The Last Journey of the Jews of Lodz
Tuesday, January 22 at 11:00am to 5:00pm
Wednesday, January 23 at 11:00am to 5:00pm
Thursday, January 24 at 11:00am to 5:00pm
Friday, January 25 at 11:00am to 4:00pm
Saturday, January 26 at 12:00pm to 5:00pm
Sunday, January 27 at 12:00pm to 5:00pm
Tuesday, January 29 at 11:00am to 5:00pm
Wednesday, January 30 at 11:00am to 5:00pm
Oregon Jewish Museum and Center for Holocaust Education, Main Gallery 724 N.W. Davis St., Portland, OR
In conjunction with Memory Unearthed: The Lodz Ghetto Photographs of Henryk Ross, at the Portland Art Museum.
Together the two exhibitions will offer an extraordinarily rare glimpse of life inside the Lodz Ghetto through the lens of Polish Jewish photojournalist Henryk Ross (1910–1991). Situated in the heart of Poland, the city of Lodz was occupied by German forces in 1939. The Nazis consolidated the area’s Jewish population—more than 160,000 people—into a poor industrial section of the city, sealing it off from the outside world and making the Lodz Ghetto second in population only to the Warsaw Ghetto in German-occupied Europe. During its four years of operation, a quarter of its inhabitants died of starvation, while most were deported to concentration and death camps. Upon liberation by the Red Army in 1945, only 877 Jews remained alive in Lodz Ghetto.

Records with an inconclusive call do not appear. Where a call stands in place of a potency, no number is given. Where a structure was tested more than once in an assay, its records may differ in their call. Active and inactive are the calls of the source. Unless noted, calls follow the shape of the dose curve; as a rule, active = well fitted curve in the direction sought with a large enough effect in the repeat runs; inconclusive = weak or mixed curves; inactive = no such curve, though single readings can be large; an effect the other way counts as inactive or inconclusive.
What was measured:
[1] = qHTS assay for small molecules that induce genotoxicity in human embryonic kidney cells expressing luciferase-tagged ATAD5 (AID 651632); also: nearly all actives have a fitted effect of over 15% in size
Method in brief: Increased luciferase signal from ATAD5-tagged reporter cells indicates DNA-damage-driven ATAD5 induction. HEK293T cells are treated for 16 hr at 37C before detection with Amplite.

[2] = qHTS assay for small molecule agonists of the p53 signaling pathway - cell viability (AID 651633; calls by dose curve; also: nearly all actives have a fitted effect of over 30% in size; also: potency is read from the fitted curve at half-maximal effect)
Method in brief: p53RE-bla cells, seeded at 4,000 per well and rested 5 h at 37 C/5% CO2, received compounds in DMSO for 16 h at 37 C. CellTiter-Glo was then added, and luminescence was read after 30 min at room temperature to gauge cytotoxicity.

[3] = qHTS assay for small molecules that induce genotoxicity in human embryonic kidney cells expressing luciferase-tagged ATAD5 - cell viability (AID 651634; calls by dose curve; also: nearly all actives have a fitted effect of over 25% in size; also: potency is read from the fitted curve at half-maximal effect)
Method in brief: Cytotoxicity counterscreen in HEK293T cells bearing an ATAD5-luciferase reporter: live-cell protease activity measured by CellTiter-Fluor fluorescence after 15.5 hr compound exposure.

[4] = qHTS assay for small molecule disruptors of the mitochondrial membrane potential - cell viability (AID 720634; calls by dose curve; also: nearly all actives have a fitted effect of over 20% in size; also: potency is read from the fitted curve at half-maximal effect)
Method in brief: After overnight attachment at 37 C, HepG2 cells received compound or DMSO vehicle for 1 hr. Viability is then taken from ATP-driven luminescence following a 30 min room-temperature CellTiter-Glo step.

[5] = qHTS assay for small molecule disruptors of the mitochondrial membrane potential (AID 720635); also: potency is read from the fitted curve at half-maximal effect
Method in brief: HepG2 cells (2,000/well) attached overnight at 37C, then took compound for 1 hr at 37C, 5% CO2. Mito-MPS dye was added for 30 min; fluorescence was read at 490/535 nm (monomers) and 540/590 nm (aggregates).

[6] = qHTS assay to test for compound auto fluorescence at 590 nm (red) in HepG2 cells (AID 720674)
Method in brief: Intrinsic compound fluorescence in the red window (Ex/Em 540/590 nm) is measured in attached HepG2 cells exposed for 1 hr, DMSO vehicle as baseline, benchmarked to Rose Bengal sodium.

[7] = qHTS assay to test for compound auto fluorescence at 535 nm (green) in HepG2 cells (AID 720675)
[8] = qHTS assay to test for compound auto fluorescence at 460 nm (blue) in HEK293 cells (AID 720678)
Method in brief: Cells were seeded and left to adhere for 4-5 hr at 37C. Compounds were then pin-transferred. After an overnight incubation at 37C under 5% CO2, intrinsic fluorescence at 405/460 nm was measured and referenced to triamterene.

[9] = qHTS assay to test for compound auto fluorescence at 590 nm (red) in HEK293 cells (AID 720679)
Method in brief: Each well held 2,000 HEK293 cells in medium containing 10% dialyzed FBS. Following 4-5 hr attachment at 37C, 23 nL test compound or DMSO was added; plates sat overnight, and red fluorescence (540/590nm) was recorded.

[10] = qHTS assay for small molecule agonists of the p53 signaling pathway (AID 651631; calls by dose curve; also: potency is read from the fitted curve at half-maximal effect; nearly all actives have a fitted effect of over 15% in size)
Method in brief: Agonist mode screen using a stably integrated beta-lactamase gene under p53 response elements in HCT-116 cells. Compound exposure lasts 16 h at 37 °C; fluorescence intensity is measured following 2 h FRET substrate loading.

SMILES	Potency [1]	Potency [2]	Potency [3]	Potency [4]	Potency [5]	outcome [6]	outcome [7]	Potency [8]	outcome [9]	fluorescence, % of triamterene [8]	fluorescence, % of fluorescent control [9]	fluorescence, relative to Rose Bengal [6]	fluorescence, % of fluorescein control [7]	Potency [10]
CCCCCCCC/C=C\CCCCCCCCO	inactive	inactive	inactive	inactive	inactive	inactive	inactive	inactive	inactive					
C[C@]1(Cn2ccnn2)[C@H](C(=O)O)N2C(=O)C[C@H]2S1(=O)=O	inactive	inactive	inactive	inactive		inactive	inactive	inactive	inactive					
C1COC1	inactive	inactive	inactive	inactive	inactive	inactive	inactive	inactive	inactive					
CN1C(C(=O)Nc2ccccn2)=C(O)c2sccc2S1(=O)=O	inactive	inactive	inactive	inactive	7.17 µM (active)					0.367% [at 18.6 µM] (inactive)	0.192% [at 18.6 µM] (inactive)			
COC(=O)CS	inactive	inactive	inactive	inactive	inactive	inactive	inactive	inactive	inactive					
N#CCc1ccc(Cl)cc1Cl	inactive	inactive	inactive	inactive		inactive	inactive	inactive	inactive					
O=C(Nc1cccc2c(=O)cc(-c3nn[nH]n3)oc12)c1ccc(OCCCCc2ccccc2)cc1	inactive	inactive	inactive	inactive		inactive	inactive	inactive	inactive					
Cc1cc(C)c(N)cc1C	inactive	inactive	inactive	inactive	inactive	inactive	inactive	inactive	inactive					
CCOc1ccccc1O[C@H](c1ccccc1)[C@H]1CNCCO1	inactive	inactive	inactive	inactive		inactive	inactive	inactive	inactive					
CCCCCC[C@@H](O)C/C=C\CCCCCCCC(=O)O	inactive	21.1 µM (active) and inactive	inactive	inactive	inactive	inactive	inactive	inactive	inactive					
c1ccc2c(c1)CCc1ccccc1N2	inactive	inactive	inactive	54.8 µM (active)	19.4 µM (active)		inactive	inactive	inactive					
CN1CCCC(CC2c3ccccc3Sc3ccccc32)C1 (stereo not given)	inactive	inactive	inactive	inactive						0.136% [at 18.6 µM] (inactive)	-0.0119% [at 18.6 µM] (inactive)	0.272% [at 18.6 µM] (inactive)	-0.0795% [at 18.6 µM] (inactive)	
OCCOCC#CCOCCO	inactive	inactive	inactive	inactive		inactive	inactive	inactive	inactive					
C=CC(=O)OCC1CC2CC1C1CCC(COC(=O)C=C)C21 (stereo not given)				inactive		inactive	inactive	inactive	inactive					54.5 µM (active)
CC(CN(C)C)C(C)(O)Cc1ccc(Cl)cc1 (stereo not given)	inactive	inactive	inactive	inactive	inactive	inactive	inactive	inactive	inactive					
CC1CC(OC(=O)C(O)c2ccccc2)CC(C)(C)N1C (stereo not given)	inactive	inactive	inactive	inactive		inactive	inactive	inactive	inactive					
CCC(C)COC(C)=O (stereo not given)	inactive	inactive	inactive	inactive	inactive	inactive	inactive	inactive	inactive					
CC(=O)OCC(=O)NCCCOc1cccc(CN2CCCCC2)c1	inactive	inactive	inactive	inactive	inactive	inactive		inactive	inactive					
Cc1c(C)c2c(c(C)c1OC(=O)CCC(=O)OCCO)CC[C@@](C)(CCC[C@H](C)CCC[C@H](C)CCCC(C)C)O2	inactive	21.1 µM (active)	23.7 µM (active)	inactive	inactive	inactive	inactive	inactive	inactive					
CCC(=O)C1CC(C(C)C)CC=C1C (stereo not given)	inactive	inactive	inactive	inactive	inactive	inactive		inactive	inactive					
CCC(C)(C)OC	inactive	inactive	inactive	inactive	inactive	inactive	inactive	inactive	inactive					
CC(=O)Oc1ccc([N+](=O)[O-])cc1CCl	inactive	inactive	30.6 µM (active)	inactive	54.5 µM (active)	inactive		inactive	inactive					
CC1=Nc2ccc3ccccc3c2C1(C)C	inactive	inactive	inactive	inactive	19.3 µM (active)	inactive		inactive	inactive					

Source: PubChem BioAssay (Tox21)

Henryk Ross, confined to the ghetto in 1940, was put to work by the Nazi regime as a bureaucratic photographer for the Jewish Administration’s Statistics department. He took official photographs for Jewish identification cards, as well as images used as propaganda that promoted the ghetto’s efficiency. Unofficially—and at great risk—Ross documented the brutal realities of life under Nazi rule, culminating in the deportation of thousands to death camps at Chelmno and Auschwitz. Hoping to preserve a historical record, Ross buried his negatives in 1944. He returned for them after Lodz’s liberation, discovering that more than half of the original 6,000 survived. He spent the remainder of his life working with the images to tell his story of the Lodz Ghetto. Some 125 of these indelible scenes are included in Memory Unearthed, comprising a visual and emotional meditation on a harrowing moment in history and pointing to the power of the photographic medium. Organized by the Art Gallery of Ontario.